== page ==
Andriod

At first I wasn’t sure I’d like it as Google makes you log in to the device and their primary goal no matter what anyone says is that they want to track you and use your information to their advantage. It’s their business model. So, no gmail account, no phone services (or limited ones at that). However, once that was past, it was a pretty streamlined experience. I can’t say it was perfect but it was good. The default OS seemed to work ok, it had functionality and worked pretty well. However, I never ended up getting a full day’s battery out of the phone at normal use and I can only equate that to the OS.

As for the breadth of applications, not too shabby, however this is where they need some work. The Android Marketplace is at best a Moroccan Bazaar. No quality control, no real information, just put your app up here and we’ll help tout it to the Androidians (that’s my new name for those who use Android).

Windows Mobile

After the first few days of having the Intrepid, I found it pretty straightforward and easy to use, however I missed the bigger screen. The keypad on the Intrepid wasn’t as nice either, but that’s not really an OS drawback/feature, but it’s noticeable. Now, back to the OS. I will say Google seemed to trump Windows Mobile 6.5 here as when I click the start menu on my Windows Mobile I get some strange fandangled layout of applications which reminds me of some tetris like game on Xbox. You can’t rearrange them, you can’t ABC order them, you can only send to top and hope for the best. Mail however works a treat and the battery life allows me to have a full day of work on the phone without needing to reach for my charger. The Windows Marketplace too seems much more streamlined and groomed compared to that of the Android Market, however my concern with the WM Marketplace is pre-requisite checking. Bing has an app that requires special resolution, however it doesn’t say that anywhere and not until after I downloaded it and the .cab tried to install itself did it error out telling me I had an incompatible device. These kinds of things should be checked prior to download or even better yet WinMo, don’t show me them if my device is uncapable.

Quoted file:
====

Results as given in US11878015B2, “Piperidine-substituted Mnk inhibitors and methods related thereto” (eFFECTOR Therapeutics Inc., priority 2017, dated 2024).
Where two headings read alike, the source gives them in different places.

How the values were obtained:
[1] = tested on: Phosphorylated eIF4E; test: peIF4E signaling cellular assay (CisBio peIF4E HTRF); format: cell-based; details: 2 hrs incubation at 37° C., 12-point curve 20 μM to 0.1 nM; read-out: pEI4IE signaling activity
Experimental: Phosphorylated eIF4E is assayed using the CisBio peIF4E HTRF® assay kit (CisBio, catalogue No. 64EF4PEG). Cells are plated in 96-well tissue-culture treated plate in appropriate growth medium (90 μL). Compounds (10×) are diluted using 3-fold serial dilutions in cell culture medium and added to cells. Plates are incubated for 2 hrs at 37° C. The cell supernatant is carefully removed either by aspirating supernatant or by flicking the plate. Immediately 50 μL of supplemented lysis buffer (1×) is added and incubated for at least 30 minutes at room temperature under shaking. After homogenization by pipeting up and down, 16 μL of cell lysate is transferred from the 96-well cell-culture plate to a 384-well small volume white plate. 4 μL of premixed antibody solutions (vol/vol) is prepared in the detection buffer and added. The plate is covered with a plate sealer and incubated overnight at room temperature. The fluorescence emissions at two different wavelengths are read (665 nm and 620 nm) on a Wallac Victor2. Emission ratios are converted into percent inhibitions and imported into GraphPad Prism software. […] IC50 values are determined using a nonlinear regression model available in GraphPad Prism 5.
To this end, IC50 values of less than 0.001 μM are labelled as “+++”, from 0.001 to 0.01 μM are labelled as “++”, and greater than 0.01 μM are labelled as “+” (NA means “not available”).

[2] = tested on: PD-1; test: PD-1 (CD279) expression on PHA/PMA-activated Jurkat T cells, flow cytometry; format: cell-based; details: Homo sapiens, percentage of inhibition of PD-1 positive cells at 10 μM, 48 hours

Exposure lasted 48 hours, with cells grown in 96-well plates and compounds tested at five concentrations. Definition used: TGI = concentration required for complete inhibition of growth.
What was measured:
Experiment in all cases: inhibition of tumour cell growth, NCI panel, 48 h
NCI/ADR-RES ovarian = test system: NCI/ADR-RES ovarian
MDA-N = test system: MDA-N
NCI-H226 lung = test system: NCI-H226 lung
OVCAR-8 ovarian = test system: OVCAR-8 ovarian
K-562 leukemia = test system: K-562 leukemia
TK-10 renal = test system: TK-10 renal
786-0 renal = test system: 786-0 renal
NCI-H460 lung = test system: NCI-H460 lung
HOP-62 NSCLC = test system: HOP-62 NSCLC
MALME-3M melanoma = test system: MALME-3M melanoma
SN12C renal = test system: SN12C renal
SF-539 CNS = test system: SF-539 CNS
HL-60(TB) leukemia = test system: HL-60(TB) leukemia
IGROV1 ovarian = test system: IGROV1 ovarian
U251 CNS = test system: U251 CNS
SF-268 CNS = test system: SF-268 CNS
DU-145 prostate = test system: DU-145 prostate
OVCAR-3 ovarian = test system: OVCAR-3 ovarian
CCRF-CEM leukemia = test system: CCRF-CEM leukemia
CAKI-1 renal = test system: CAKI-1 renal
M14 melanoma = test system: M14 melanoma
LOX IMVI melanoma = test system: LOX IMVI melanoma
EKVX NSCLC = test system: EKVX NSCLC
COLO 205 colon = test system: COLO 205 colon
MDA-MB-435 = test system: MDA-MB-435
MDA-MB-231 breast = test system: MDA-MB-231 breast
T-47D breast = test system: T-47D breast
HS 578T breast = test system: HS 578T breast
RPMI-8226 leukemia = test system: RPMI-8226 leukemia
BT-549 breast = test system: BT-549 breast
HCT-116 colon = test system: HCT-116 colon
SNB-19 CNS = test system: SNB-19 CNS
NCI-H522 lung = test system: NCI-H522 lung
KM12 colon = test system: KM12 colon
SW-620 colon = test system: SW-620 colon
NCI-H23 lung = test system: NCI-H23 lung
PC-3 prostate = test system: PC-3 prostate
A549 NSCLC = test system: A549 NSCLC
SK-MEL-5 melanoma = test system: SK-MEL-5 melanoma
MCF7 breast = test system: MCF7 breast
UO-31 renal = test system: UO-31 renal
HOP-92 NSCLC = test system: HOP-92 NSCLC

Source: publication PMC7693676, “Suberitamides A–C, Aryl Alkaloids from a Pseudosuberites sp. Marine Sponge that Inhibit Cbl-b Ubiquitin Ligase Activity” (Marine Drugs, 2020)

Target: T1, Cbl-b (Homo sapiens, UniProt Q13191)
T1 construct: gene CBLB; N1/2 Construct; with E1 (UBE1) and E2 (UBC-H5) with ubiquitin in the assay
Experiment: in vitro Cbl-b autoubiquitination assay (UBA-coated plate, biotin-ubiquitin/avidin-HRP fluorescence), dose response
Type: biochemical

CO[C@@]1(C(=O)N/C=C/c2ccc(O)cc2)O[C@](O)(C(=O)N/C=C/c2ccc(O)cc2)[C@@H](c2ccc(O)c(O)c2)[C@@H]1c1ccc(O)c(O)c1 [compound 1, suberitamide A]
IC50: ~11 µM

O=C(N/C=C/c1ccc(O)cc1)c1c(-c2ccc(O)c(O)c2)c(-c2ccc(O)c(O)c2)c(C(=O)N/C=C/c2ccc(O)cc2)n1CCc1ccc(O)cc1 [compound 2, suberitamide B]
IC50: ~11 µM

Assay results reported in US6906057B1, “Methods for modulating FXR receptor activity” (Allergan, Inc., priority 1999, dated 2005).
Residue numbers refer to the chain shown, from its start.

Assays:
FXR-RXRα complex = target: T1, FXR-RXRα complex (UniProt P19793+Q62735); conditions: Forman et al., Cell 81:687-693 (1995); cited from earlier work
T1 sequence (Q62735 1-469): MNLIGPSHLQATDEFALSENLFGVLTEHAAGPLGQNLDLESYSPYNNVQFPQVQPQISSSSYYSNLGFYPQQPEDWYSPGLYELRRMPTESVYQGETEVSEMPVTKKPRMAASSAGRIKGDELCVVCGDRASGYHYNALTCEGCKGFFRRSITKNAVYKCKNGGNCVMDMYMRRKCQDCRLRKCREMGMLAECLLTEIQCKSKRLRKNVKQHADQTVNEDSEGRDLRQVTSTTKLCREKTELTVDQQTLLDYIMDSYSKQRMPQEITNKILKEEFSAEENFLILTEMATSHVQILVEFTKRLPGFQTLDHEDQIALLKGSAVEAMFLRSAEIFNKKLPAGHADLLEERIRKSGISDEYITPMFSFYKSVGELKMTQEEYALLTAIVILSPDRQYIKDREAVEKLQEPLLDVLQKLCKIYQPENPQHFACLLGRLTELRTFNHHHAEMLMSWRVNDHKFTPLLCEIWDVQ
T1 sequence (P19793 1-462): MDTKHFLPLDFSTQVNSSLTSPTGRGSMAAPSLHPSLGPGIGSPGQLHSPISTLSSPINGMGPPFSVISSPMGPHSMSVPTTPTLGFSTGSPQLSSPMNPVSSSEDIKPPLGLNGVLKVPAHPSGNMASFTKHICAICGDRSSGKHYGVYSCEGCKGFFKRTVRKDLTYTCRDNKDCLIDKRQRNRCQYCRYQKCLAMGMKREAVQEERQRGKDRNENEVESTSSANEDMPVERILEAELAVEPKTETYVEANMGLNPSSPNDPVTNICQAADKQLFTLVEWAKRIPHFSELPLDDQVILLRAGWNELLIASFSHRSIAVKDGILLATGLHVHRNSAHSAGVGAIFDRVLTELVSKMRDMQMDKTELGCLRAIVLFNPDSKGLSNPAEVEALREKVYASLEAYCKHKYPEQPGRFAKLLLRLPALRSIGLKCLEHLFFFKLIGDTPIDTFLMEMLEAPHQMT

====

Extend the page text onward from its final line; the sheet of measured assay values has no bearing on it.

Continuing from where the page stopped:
Summary

In short (I know I didn’t do too much comparison, but I like to keep these articles below 1000 words), they’re both good solid devices. I will say I feel more productive with my Intrepid Windows Mobile device but knew I had more “fun” options with my Moment. I have a full days battery life with the WinMo, but had more of the community behind the apps on the Android. All in all, if Windows Phone 7 Series is more crafted and well refined these two players, Android and Windows Mobile could easily take back some of the market that Apple has had the stronghold on for some time now and the competitionwill only make the devices strive for betterdom in the long run.